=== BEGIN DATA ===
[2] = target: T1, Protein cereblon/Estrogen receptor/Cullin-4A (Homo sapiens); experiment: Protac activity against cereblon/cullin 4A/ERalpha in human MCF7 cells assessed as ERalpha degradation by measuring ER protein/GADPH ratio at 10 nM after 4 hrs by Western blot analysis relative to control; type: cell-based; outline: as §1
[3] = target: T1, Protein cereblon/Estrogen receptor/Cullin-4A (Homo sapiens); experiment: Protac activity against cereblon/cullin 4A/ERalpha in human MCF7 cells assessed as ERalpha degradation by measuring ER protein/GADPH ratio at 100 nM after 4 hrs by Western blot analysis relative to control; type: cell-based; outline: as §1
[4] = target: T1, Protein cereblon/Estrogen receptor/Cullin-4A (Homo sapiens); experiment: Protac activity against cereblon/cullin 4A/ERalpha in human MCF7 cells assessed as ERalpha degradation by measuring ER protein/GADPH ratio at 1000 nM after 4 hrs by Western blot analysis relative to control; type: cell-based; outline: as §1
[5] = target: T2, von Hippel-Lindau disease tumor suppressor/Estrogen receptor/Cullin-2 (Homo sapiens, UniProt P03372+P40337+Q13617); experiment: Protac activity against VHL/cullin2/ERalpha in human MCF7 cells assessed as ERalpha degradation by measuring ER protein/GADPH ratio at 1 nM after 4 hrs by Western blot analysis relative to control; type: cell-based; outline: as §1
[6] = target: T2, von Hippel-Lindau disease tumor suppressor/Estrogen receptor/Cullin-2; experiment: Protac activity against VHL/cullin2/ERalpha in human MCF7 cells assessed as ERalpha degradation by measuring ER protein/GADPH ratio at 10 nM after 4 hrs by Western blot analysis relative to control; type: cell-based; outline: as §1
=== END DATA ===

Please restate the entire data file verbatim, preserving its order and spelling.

[2] = target: T1, Protein cereblon/Estrogen receptor/Cullin-4A (Homo sapiens); experiment: Protac activity against cereblon/cullin 4A/ERalpha in human MCF7 cells assessed as ERalpha degradation by measuring ER protein/GADPH ratio at 10 nM after 4 hrs by Western blot analysis relative to control; type: cell-based; outline: as §1
[3] = target: T1, Protein cereblon/Estrogen receptor/Cullin-4A (Homo sapiens); experiment: Protac activity against cereblon/cullin 4A/ERalpha in human MCF7 cells assessed as ERalpha degradation by measuring ER protein/GADPH ratio at 100 nM after 4 hrs by Western blot analysis relative to control; type: cell-based; outline: as §1
[4] = target: T1, Protein cereblon/Estrogen receptor/Cullin-4A (Homo sapiens); experiment: Protac activity against cereblon/cullin 4A/ERalpha in human MCF7 cells assessed as ERalpha degradation by measuring ER protein/GADPH ratio at 1000 nM after 4 hrs by Western blot analysis relative to control; type: cell-based; outline: as §1
[5] = target: T2, von Hippel-Lindau disease tumor suppressor/Estrogen receptor/Cullin-2 (Homo sapiens, UniProt P03372+P40337+Q13617); experiment: Protac activity against VHL/cullin2/ERalpha in human MCF7 cells assessed as ERalpha degradation by measuring ER protein/GADPH ratio at 1 nM after 4 hrs by Western blot analysis relative to control; type: cell-based; outline: as §1
[6] = target: T2, von Hippel-Lindau disease tumor suppressor/Estrogen receptor/Cullin-2; experiment: Protac activity against VHL/cullin2/ERalpha in human MCF7 cells assessed as ERalpha degradation by measuring ER protein/GADPH ratio at 10 nM after 4 hrs by Western blot analysis relative to control; type: cell-based; outline: as §1